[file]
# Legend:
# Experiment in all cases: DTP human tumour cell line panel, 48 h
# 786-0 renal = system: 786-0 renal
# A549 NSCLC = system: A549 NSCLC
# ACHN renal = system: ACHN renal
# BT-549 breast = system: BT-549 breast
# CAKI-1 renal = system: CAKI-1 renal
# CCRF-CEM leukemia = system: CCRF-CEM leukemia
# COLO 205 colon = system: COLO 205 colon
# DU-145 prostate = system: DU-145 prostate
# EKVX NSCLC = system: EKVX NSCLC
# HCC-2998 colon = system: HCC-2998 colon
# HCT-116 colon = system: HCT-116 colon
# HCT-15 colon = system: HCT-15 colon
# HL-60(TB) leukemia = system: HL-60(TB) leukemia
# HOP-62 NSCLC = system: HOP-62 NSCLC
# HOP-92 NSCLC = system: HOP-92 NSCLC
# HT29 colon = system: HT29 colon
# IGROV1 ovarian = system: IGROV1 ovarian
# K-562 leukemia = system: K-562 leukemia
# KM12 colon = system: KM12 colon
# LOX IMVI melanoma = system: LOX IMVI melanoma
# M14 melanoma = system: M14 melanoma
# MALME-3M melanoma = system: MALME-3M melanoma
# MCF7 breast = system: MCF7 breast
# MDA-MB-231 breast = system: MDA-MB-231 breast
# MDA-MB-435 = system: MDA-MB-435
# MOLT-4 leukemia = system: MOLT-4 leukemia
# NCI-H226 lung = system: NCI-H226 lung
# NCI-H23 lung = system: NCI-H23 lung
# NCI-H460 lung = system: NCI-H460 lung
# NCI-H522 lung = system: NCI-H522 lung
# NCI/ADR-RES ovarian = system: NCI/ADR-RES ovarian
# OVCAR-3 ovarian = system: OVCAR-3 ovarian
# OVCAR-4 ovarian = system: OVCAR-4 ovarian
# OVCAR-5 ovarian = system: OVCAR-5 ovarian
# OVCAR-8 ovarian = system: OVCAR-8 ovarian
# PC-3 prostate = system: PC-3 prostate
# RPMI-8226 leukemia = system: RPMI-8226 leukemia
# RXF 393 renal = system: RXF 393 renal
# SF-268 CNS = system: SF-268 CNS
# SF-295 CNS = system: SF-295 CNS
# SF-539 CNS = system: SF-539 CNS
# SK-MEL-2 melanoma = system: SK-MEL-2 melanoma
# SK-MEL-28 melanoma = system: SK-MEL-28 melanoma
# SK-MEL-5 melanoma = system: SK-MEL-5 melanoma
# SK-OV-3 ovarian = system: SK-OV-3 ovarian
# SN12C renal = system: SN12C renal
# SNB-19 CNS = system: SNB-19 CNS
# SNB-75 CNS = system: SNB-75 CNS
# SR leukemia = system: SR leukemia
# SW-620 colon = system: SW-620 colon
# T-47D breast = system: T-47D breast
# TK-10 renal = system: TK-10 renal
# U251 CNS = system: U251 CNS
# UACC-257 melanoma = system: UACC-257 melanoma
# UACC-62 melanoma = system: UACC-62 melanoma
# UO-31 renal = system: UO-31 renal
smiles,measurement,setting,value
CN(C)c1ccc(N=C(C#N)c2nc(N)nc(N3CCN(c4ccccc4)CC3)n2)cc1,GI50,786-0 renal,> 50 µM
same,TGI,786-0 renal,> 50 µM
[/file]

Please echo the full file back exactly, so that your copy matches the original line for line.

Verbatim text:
# Legend:
# Experiment in all cases: DTP human tumour cell line panel, 48 h
# 786-0 renal = system: 786-0 renal
# A549 NSCLC = system: A549 NSCLC
# ACHN renal = system: ACHN renal
# BT-549 breast = system: BT-549 breast
# CAKI-1 renal = system: CAKI-1 renal
# CCRF-CEM leukemia = system: CCRF-CEM leukemia
# COLO 205 colon = system: COLO 205 colon
# DU-145 prostate = system: DU-145 prostate
# EKVX NSCLC = system: EKVX NSCLC
# HCC-2998 colon = system: HCC-2998 colon
# HCT-116 colon = system: HCT-116 colon
# HCT-15 colon = system: HCT-15 colon
# HL-60(TB) leukemia = system: HL-60(TB) leukemia
# HOP-62 NSCLC = system: HOP-62 NSCLC
# HOP-92 NSCLC = system: HOP-92 NSCLC
# HT29 colon = system: HT29 colon
# IGROV1 ovarian = system: IGROV1 ovarian
# K-562 leukemia = system: K-562 leukemia
# KM12 colon = system: KM12 colon
# LOX IMVI melanoma = system: LOX IMVI melanoma
# M14 melanoma = system: M14 melanoma
# MALME-3M melanoma = system: MALME-3M melanoma
# MCF7 breast = system: MCF7 breast
# MDA-MB-231 breast = system: MDA-MB-231 breast
# MDA-MB-435 = system: MDA-MB-435
# MOLT-4 leukemia = system: MOLT-4 leukemia
# NCI-H226 lung = system: NCI-H226 lung
# NCI-H23 lung = system: NCI-H23 lung
# NCI-H460 lung = system: NCI-H460 lung
# NCI-H522 lung = system: NCI-H522 lung
# NCI/ADR-RES ovarian = system: NCI/ADR-RES ovarian
# OVCAR-3 ovarian = system: OVCAR-3 ovarian
# OVCAR-4 ovarian = system: OVCAR-4 ovarian
# OVCAR-5 ovarian = system: OVCAR-5 ovarian
# OVCAR-8 ovarian = system: OVCAR-8 ovarian
# PC-3 prostate = system: PC-3 prostate
# RPMI-8226 leukemia = system: RPMI-8226 leukemia
# RXF 393 renal = system: RXF 393 renal
# SF-268 CNS = system: SF-268 CNS
# SF-295 CNS = system: SF-295 CNS
# SF-539 CNS = system: SF-539 CNS
# SK-MEL-2 melanoma = system: SK-MEL-2 melanoma
# SK-MEL-28 melanoma = system: SK-MEL-28 melanoma
# SK-MEL-5 melanoma = system: SK-MEL-5 melanoma
# SK-OV-3 ovarian = system: SK-OV-3 ovarian
# SN12C renal = system: SN12C renal
# SNB-19 CNS = system: SNB-19 CNS
# SNB-75 CNS = system: SNB-75 CNS
# SR leukemia = system: SR leukemia
# SW-620 colon = system: SW-620 colon
# T-47D breast = system: T-47D breast
# TK-10 renal = system: TK-10 renal
# U251 CNS = system: U251 CNS
# UACC-257 melanoma = system: UACC-257 melanoma
# UACC-62 melanoma = system: UACC-62 melanoma
# UO-31 renal = system: UO-31 renal
smiles,measurement,setting,value
CN(C)c1ccc(N=C(C#N)c2nc(N)nc(N3CCN(c4ccccc4)CC3)n2)cc1,GI50,786-0 renal,> 50 µM
same,TGI,786-0 renal,> 50 µM